Like Oakland, California continues to stumble toward some kind of reckoning with profligate governmental policies.
By voting no today, or simply failing to vote at all, voters can help bring a dose of reality to our "leaders."
Those who do plan to vote today should take a look at a couple articles published yesterday in the Wall Street Journal. Here is a link to the first article. It does a good job of explaining the basic facts underlying the current situation.
Even more importantly, voters should read this article, appropriately entitled "Soak The Rich, Lose The Rich."
Of interest are quotes like this one: "California in 2007 had the highest-paid classroom teachers in the nation, and yet the Golden State had the second-lowest test scores."
No one likes to talk about it, but the truth is that extra spending on education has virtually no impact on student achievement. The factors that actually matter include things like parental involvement and whether the parents went to college or not.
Liberals like to say that they support higher government spending and taxation because they want to give the poor and downtrodden an equal shot at success. In and of itself, this is not too problematic of a goal.
The problem is that, in California, government policies have not pursued these ends. Rather, the Democrats run the government exclusively for the benefit of the public-employee unions. That's why, from firefighters and police to teachers, our public employees receive far more in pay and benefits than the average nationwide.
Even worse, the state's constant pursuit of high-income taxpayers has finally begun to push us irredeemably into the red. Consider this: Rush Limbaugh famously announced that he would no longer work in New York state because of the state's planned income tax increase. And, just yesterday the owner of the Buffalo Sabres made a similar announcement.
In the latter case, the lost revenue to New York will total $13,000 a day, or nearly $5 million a year. How many high-income exits like this does it take for a state to see a significant deterioration of revenue?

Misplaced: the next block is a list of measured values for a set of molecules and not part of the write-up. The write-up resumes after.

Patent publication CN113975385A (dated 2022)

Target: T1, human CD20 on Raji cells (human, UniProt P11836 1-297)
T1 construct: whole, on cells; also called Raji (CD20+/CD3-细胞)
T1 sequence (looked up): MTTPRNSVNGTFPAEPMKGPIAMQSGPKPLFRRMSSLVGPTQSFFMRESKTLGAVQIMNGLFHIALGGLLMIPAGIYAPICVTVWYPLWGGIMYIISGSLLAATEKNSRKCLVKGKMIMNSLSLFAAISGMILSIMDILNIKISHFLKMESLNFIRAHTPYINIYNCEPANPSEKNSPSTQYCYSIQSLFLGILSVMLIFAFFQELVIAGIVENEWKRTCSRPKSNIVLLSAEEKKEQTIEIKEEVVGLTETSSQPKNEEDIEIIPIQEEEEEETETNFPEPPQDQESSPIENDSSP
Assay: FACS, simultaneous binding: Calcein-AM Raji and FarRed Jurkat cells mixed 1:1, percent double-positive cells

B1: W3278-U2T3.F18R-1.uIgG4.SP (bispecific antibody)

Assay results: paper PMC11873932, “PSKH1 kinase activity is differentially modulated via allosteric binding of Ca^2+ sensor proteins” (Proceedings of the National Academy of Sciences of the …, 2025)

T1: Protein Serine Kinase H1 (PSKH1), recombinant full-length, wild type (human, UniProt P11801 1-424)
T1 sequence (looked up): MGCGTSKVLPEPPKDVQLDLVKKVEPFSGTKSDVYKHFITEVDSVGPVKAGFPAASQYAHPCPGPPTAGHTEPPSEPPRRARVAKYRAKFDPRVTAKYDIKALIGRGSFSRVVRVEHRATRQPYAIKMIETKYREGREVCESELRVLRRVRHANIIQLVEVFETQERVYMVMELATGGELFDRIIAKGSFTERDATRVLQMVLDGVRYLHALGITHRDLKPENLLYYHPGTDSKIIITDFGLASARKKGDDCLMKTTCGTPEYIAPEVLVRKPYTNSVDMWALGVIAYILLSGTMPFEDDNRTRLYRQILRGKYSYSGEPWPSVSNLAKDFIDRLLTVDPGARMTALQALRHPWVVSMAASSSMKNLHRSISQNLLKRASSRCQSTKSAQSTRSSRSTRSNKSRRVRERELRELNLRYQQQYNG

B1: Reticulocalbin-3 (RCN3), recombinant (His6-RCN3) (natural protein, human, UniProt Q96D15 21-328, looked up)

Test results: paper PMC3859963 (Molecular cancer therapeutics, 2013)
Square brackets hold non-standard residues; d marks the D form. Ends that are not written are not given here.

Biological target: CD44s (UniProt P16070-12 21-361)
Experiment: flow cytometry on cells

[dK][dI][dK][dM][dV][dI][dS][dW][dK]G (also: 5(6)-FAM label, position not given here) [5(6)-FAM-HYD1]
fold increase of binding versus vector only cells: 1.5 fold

And, more importantly, consider the fact that New York is only planning to raise its income tax rate to about 9 percent. California's tax currently stands at nearly 10.5 percent! And, public employee unions continue to agitate that taxes aren't high enough.
Put another way, how many people making $100 million a year, and thus paying $10 million in state taxes, need to move to Nevada or Washington state, where the tax rate is zero, before it puts a big hurt in California's ability to pay the bills.
The truth is this is already happening, big time. And no amount of Leftism is going to change that. That is why the legislative compromise earlier this year focused mostly on sales taxes. They know that income taxes are pushing people to leave. So, they're doing what they always do -- soak the poor and middle class once there are no more rich to hit up.
California needs to lower its spending and lower its taxes. And until it starts down that path, I see no reason for voters to go along with any proposals. If it requires a bankruptcy to get out from under whatever ridiculous pension agreements we've made with the public employees, then I'm fine with that.
The reckoning is coming, and voting no on these propositions brings it still closer. And that is good for all of us who don't want to see sales taxes at 15 percent.